Strategy and production: No longer ships in the night

In the maker era, it's more vital than ever that strategy and production buddy up, says Deutsch LA's group strategy director

Production and strategy people are all too often strangers in a room. Sometimes, they’ll encounter each other in a big briefing. Other times, they’re loosely connected but don’t really know what the other does.

I’m happy to say that really smart thinking on this from Adrian Ho and Zeus Jones years ago helped shape a perspective (and relationship!) early on with producers and makers of ideas.

This may sound obvious, but brands that do stuff in the world (rather than just say stuff) must connect the making to the thinking behind it. We need each other to really get a full solution based on realities, not just theory.

If you firmly believe strategy isn’t solely an input of the process, but rather a philosophy baked into how you want to solve your brand’s problems, this thinking should be painfully clear. It has direct application in making all kinds of things. Digital things in particular require a tight relationship.

As anyone who has worked in the digital and traditional advertising world knows, KPIs are a bit of a different story in the digital world. Unlike television or other traditional mass media, the way you measure something is directly linked in the work you create. It’s not an outside body that will come and measure your effectiveness on later — it’s all right there. There is a tactile, direct nature of digital that forces you to be in the weeds — a place some strategists don’t enjoy venturing into, but it’s a reality we all must face.

There are some super-cool things that happen when you get closer to the actual making of things as a strategist. First, you make new friends who offer up interesting, different perspectives. Talking to creators, directors, photographers and makers of all kinds can help you develop better strategic thinking.

I was on set recently for a project and made fast friends with our incredible photography/director team, JUCO. They’d never met a "me" before, and honestly, I haven’t spent a ton of time with "them" before. It was awesomely eye-opening to understand the production intricacies and implications of a strategy that I’d help set months earlier. And hopefully helpful for them to get to understand the "whys" behind the decisions we had made.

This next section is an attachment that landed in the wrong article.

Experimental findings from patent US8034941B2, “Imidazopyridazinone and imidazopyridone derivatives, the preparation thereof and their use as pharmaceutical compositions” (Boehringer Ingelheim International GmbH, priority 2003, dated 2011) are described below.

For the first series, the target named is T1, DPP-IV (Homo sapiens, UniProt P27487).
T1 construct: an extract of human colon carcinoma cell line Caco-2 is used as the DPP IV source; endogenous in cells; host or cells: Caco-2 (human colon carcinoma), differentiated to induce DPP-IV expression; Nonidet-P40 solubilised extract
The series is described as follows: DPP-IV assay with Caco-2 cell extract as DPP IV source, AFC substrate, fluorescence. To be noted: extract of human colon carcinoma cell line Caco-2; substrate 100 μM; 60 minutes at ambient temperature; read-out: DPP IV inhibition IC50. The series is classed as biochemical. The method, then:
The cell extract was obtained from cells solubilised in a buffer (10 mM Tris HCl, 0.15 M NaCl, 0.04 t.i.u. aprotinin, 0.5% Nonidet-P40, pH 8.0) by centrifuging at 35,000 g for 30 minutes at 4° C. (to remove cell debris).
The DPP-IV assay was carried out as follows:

I believe it’s a testament to the next generation of makers: At the core of the creative process is collaboration. Regardless if your title has "creative" in it or not.

Secondly, great strategy depends on you knowing how it actually works, rather than imagining a magic fairy will wave a wand and *poof* it will all be done. 

The realness is in the making. The optimization in market. The strategic turns that sometimes a project has to take because the world around it has changed from the time it was briefed in. It’s not a one and done at briefing.

Finally, learning new shit is cool. You’re a strategist, you’re curious about the world, so be curious about how things are made too. Years ago, I got interested in the world of code and I realized soon thereafter that my brain was ill-wired for such things. But my super rudimentary understanding of the basics around Python and JavaScript after six months of CodeAcademy has helped me have more fruitful conversations with coworkers and collaborators.

It’s not necessarily about expertise or mastery, but learning to speak the languages of the media we create in, so we better understand what the heck we’re making.

Thas Naseemuddeen is vice president and group strategy director with Deutsch LA. Read more from Thas on Campaign US.

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